By Jorn Madslien
Business reporter, BBC News, Rygge, Norway
Ryanair's charges are often difficult to understand fully
Returning to London from a few days in Oslo starts out as a minor endurance test.
Standing room only in a hot and stuffy coach means the 120 kroner ($20.75; £12.85) trip to Rygge, a provincial airport an hour-and-a-quarter's drive along icy roads to the south of the city, turns into a tiresome one.
Fortunately, the second leg of the journey from Rygge to London is much more comfortable, even though it had cost much less.
The price paid for the Ryanair flight; £5, including taxes, charges and online check-in - though there was an additional £5 fee for paying by debit card; a charge described as "puerile and childish" by the UK's business watchdog, the Office of Fair Trading.
Avoiding the charges
It seems most of the young crowd getting ready to board have done their best to dodge many of Ryanair's oft incomprehensible charges.
Just one passenger, a woman in her 40s, queues up for priority boarding, having paid the £8 early boarding charge.
The rest are clutching boarding cards printed from their home computers, thus saving them £40 - the fee Ryanair check-in staff would have charged for pressing the print button.
Few have arrived with suitcases - Ryanair charges £30 to check in a 15kg suitcase. Instead, most carry hand luggage that is both light and small enough to comply with Ryanair's strict limits - the airline charges careless travellers some £35 if their bag is too big.
In some cases, such charges make it cheaper to buy new than to bring clothes. "We'll just drop in to Topshop," giggles a 20-something woman wearing a skiing coat and jeans. "It's cheaper and much more fun."
Cash-strapped young people with time on their hands have been able to carefully study budget airlines' terms and conditions online and thus avoid their ever more complex minefields of additional charges.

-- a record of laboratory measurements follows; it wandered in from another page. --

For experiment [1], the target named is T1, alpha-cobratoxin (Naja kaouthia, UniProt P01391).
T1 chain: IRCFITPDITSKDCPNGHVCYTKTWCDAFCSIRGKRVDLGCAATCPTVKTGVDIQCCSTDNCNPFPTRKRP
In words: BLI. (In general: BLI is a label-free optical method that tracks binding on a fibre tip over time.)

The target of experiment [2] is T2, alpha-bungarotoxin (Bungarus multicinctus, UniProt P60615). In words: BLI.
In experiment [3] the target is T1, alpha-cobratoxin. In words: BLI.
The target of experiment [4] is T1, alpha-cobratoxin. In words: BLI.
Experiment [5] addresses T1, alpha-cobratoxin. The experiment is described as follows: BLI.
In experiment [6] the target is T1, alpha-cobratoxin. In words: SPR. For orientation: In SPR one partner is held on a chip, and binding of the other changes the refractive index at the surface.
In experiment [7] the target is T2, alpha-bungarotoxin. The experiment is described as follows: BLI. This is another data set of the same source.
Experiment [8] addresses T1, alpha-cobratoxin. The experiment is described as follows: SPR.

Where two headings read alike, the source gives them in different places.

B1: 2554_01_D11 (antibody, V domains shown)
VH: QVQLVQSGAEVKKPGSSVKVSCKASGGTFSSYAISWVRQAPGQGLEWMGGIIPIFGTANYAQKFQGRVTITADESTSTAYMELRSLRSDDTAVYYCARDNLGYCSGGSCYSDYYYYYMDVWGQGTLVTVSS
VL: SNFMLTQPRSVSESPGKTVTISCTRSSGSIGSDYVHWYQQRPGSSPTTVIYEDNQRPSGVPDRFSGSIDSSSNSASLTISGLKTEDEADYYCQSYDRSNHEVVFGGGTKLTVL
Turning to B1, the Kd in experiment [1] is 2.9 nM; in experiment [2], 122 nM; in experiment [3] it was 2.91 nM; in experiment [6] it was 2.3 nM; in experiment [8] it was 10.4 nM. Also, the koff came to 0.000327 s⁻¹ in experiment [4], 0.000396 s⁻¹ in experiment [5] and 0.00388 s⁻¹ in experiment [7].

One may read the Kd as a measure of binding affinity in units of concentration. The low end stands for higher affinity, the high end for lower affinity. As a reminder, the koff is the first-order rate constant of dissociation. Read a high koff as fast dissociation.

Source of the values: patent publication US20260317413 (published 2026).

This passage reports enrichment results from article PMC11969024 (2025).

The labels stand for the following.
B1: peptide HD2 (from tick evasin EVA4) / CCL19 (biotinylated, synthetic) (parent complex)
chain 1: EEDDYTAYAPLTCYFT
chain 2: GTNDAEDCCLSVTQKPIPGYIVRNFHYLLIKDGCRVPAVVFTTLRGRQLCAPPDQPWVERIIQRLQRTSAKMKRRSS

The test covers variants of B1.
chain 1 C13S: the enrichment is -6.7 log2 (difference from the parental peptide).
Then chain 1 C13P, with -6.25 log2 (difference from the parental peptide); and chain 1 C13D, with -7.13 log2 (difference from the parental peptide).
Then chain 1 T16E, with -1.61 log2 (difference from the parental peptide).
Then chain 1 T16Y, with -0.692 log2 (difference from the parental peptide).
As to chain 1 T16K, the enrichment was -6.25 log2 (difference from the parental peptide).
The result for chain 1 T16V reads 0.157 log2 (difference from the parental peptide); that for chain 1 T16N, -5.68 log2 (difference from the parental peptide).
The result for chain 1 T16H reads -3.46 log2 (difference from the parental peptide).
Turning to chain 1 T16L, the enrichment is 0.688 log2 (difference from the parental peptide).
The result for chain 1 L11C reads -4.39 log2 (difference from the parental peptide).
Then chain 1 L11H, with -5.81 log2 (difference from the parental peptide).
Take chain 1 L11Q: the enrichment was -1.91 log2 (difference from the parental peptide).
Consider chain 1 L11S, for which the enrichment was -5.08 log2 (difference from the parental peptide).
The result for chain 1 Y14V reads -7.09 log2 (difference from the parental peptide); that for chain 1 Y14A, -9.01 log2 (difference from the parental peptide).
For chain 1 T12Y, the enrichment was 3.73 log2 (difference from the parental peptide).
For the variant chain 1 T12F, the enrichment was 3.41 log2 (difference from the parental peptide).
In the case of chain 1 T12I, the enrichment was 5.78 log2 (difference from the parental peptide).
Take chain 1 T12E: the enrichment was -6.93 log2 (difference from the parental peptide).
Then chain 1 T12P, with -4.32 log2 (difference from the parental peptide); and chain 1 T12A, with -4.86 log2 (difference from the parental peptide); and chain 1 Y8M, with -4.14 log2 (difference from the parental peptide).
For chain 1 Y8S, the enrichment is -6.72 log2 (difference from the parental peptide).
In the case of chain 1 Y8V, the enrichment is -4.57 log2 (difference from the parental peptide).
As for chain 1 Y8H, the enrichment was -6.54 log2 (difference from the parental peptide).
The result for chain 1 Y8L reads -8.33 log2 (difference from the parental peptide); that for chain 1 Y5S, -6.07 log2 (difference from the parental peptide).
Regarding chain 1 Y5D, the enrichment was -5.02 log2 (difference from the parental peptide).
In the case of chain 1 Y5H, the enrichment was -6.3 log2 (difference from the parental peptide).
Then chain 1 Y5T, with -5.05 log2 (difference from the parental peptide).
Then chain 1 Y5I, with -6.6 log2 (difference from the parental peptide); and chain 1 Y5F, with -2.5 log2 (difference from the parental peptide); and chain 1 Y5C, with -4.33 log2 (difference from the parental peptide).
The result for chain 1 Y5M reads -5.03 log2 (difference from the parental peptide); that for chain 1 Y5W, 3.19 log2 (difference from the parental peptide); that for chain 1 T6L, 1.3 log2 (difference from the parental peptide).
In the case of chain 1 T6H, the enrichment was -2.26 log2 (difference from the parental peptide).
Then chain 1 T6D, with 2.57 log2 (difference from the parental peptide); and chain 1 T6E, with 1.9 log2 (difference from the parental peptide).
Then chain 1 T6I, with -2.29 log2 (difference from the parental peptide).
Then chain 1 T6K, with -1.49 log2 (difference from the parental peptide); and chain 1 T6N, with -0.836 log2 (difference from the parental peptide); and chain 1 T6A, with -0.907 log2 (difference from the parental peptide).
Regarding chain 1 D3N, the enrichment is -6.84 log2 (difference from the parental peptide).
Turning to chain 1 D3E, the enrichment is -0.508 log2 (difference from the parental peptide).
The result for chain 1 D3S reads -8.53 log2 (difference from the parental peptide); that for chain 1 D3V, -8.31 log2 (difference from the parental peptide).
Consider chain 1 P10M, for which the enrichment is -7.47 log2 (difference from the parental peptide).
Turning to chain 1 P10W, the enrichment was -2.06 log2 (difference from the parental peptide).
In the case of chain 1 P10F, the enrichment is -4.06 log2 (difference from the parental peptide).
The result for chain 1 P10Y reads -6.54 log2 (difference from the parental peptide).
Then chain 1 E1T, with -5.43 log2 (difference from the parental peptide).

Ryanair is expected to make another attempt to acquire Aer Lingus
To them, budget airlines such as Ryanair have created a brave new world that is both open and free - or at least almost free.
To others - such as families flying away on their once-a-year holiday abroad or older, less computer-literate travellers - the budget airlines' charging and check-in policies have made travel by plane both more stressful and often much more expensive than they had budgeted for.
But although many of them may grumble "never again", most of them will be back for more before long, insists Saj Ahmad, an analyst at FBE Aerospace.
It seems at the time of booking, the ticket price is king and last year's painful journey - with its additional £9.84 charge for travel insurance or £1 to pay for a text message reminder to the mobile - is long-forgotten.
And the prices paid for smokeless cigarettes or scratch cards onboard the plane are rarely deemed as a holiday expense - yet income from such sales make up about a fifth of Ryanair's total earnings.
"Ryanair, with its innovative pricing policies, is streets ahead of the competition," says Mr Ahmad.
So Ryanair keeps on going from strength to strength.
It carries more passengers in Europe than any of its rivals, having grown passenger numbers by an average 23% per year during the last five years. Last year, when most other airlines were hit hard by the global recession, Ryanair's passenger numbers still rose 13%.